Nick Suzuki, 21, echoed the sentiment.
“(Ducharme) came in at a tough time,” he said. “We weren’t playing that great, but he implemented his system and what he believed in, and I think as a team we really embraced that. He did a great job with our whole group, listening to the players and really trying to get the most out of us.
“And the conversations that I’ve had all season with him, just trying to help me out as much as possible, trying to give me little bits here and there of how to take my game to a higher level. So, he really did a great job.”
As did Bergevin, though his detractors would argue the Canadiens were still the last team to qualify for the playoffs and the lowest-ranked one to compete in them.
But the Canadiens started off the year in a playoff spot and remained in one until the season ended in April. And they rode to the Stanley Cup Final playing better hockey than every team but one, and they did it in large part because of the moves Bergevin made.
He traded for and signed Jake Allen as the backup to Carey Price to help the Canadiens get through the regular season. He added Joel Edmundson to help complete what might be considered the NHL’s nastiest defence corps. He brought in Tyler Toffoli, Josh Anderson and Corey Perry up front before the season started, and went against the grain to add Eric Staal, Erik Gustafsson and Jon Merrill at the trade deadline—moves that proved valuable as the Canadiens advanced through the playoffs.
And as almost every player who spoke on Friday referenced how bonded the group was, it became more and more evident how they felt about Bergevin applying the glue.
“He built this team,” said defenceman Ben Chiarot. “It’s his team. He gets all the credit for bringing this group together and seeing not only how important good players are but how important having the right people in the room is—bringing in winners, guys who have won Stanley Cups, all that experience, bringing in character. I think that’s what pushed us through the playoffs was the character in the room and just how we gelled together.
“He was up for GM of the year for a reason. He did an unbelievable job and all the credit goes to him.”
Whatever success the Canadiens enjoy over the coming few years will also have Bergevin’s fingerprints all over it.
Whether his hands remain on the rudder beyond next season is, however, in doubt.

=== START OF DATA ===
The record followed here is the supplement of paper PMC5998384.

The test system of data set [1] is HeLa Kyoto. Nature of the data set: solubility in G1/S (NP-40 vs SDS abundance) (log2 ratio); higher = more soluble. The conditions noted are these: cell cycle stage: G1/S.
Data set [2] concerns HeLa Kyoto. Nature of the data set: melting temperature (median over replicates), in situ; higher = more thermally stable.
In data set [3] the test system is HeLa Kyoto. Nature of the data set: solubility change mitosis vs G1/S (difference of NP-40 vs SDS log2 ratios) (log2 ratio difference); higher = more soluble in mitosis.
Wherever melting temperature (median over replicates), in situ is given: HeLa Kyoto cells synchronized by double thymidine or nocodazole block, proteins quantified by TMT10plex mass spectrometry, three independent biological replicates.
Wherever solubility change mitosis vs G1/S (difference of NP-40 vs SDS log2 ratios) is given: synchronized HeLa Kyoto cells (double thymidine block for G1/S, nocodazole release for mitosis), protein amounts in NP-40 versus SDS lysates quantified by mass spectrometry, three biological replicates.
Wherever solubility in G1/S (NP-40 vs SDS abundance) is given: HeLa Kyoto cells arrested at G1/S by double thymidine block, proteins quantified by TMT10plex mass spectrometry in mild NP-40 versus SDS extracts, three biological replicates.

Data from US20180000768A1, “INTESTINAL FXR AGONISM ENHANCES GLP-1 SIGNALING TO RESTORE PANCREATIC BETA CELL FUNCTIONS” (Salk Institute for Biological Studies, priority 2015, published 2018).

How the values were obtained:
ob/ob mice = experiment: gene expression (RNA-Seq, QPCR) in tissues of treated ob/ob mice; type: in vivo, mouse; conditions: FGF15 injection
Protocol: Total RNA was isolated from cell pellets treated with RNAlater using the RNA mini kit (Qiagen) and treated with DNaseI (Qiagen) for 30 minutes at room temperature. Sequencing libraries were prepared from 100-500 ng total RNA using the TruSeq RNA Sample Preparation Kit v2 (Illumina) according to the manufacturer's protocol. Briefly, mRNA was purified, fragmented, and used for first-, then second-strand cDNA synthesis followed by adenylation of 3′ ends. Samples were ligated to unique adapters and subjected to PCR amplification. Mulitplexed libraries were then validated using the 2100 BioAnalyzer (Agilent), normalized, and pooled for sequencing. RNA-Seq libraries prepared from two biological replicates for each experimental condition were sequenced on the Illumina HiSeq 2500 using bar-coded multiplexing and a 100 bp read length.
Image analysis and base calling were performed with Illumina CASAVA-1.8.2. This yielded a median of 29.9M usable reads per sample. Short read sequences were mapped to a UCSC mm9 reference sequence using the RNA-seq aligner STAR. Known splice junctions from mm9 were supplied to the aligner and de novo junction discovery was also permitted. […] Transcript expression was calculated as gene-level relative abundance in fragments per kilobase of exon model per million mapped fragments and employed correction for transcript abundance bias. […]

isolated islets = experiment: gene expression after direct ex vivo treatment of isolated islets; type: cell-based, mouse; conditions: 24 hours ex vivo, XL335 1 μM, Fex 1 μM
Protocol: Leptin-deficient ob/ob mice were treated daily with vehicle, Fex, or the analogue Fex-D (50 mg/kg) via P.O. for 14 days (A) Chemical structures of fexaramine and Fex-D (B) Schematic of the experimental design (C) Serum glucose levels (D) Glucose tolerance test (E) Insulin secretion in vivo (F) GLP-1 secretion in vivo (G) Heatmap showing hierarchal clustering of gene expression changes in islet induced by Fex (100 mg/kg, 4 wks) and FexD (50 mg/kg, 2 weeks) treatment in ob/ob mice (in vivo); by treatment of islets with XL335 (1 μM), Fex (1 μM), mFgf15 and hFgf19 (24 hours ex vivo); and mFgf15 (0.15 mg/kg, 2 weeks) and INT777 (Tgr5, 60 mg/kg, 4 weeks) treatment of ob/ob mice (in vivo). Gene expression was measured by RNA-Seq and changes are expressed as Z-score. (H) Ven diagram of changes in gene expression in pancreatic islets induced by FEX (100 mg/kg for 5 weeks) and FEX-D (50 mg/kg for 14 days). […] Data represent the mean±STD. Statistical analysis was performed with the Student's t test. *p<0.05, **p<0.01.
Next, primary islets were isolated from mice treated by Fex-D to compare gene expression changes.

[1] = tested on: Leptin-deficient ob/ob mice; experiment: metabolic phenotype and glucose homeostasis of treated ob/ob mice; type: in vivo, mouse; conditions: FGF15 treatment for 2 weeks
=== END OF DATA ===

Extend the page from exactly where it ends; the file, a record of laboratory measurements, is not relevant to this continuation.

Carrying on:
Not that any of that uncertainty is getting in the way of the tasks Bergevin must undertake right now.
He’ll settle with Ducharme, prepare the Canadiens for the expansion draft, the entry draft and do what he can to retain unrestricted free agents Tomas Tatar and Joel Armia before scouring the market for others.
To Phillip Danault, the shutdown centre Bergevin confirmed he offered a long-term extension to back in September of 2020, the GM reaffirmed his commitment.
“We love Phil Danault,” Bergevin said in French. “He’s still in our plans and we hope he remains with our team.”
Jesperi Kotkaniemi and Artturi Lehkonen are most likely not going anywhere, either.
Bergevin will have to get both restricted free agents under contract prior to the start of next season, and he’ll have to deal with a handful of others currently on his American Hockey League roster.
Regarding the Laval Rocket, they’re in need of two new coaches after it was announced on Friday that Joel Bouchard had taken a position at the helm of the San Diego Gulls (Anaheim Ducks farm team) bringing assistant Daniel Jacob with him.
“There were several options on the table for Joel Bouchard, including returning to Laval or becoming an assistant to Dominique Ducharme,” said Bergevin, “but he made the decision, and we wish him the best of luck.”
As for his own future, Bergevin just said, “I still have another year, so nothing’s pressing on my end.”
“The future will bring whatever it will bring,” he added, “and I have no idea what it will bring.”
That won’t stop anyone from discussing it, until more clarity emerges.